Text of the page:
Strengthening Constitutional Self-Government

No Left Turns

Walmartyrdom

Ken Masugi called my attention to this WaPo article, describing Walmart’s interesting circumvention of local zoning regulations in Dunkirk, Maryland, which happens to be where my parents live. Ken’s argument, which makes some sense, is that the more regulation, the more room there is for legal cleverness, such as that displayed by the lawyers representing those simple down-home capitalists from small-town Arkansas.

Here’s another example of lawyerly cleverness, relayed in an email from my father, who has been very active in resisting Walmart’s blandishments:

What happened at the latest meeting was an eye-opener! The people representing Wal Mart were elitist, overbearing, abusive, and dictatorial. At one time the Faison representative accused us, the folks with the signs, of being"anti-everything, and (were) probably anti-gay and anti-black". After the meeting I had a heated discussion with this individual, calling his remarks way out of order.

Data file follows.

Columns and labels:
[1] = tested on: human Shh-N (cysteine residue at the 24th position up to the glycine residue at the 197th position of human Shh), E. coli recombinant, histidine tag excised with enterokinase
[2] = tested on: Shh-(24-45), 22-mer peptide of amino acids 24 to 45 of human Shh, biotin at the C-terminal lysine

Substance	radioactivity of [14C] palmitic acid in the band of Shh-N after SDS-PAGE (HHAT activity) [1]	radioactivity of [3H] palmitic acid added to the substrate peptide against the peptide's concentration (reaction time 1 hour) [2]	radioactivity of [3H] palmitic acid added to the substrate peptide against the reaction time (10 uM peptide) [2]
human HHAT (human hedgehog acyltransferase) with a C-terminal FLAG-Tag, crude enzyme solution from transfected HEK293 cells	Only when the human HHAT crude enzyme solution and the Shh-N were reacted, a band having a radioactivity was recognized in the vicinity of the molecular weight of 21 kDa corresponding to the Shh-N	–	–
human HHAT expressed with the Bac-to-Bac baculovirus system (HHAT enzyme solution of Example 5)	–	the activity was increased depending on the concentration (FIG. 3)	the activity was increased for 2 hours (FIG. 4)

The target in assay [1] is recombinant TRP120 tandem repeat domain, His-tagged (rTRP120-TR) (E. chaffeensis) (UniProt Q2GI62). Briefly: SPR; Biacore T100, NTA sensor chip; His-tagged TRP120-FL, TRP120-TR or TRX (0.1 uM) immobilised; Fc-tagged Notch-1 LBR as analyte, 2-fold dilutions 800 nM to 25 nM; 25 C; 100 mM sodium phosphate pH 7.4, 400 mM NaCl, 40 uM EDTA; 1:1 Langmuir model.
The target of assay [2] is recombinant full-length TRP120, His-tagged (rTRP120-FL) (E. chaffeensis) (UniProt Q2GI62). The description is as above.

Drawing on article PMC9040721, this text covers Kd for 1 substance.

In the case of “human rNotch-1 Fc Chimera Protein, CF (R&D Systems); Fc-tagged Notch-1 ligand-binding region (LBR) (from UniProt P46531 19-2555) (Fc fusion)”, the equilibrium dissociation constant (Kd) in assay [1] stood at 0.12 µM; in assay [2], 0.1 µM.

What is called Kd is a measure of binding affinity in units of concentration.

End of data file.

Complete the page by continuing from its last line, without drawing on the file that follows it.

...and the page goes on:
There you have it: if you’re anti-Walmart, you’re also anti-black and anti-gay, not to mention anti-everything else (anti-American?). I should tell my local anti-Walmart insurgents (actually, they must be terrorists) that they’re racist and homophobic, which in
Cynthia McKinney territory (note to FEC: I don’t support her, so please don’t count this as a campaign contribution) ought to be sufficient to drive virtually everyone straight into Walmart’s arms.